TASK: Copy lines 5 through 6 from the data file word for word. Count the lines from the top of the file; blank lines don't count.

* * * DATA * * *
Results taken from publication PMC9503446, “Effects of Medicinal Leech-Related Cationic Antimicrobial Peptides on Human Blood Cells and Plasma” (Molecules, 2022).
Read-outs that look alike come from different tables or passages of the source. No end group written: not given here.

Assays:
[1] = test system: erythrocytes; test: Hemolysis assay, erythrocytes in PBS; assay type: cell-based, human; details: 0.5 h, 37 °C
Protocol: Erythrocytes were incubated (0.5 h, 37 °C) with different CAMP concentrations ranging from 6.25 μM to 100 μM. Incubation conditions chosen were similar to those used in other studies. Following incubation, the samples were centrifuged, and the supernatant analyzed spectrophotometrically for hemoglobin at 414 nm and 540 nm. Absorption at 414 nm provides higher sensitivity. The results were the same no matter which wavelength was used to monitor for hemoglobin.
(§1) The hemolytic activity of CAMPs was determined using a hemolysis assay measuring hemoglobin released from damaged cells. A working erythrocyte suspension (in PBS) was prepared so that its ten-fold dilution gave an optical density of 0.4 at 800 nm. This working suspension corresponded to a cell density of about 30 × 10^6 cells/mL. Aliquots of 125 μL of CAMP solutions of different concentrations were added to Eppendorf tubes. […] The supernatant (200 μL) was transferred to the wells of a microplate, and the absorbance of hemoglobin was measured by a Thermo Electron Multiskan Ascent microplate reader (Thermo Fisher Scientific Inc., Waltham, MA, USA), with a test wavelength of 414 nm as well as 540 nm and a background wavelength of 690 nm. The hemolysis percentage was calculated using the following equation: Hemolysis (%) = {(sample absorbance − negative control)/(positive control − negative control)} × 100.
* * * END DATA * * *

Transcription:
Protocol: Erythrocytes were incubated (0.5 h, 37 °C) with different CAMP concentrations ranging from 6.25 μM to 100 μM. Incubation conditions chosen were similar to those used in other studies. Following incubation, the samples were centrifuged, and the supernatant analyzed spectrophotometrically for hemoglobin at 414 nm and 540 nm. Absorption at 414 nm provides higher sensitivity. The results were the same no matter which wavelength was used to monitor for hemoglobin.
(§1) The hemolytic activity of CAMPs was determined using a hemolysis assay measuring hemoglobin released from damaged cells. A working erythrocyte suspension (in PBS) was prepared so that its ten-fold dilution gave an optical density of 0.4 at 800 nm. This working suspension corresponded to a cell density of about 30 × 10^6 cells/mL. Aliquots of 125 μL of CAMP solutions of different concentrations were added to Eppendorf tubes. […] The supernatant (200 μL) was transferred to the wells of a microplate, and the absorbance of hemoglobin was measured by a Thermo Electron Multiskan Ascent microplate reader (Thermo Fisher Scientific Inc., Waltham, MA, USA), with a test wavelength of 414 nm as well as 540 nm and a background wavelength of 690 nm. The hemolysis percentage was calculated using the following equation: Hemolysis (%) = {(sample absorbance − negative control)/(positive control − negative control)} × 100.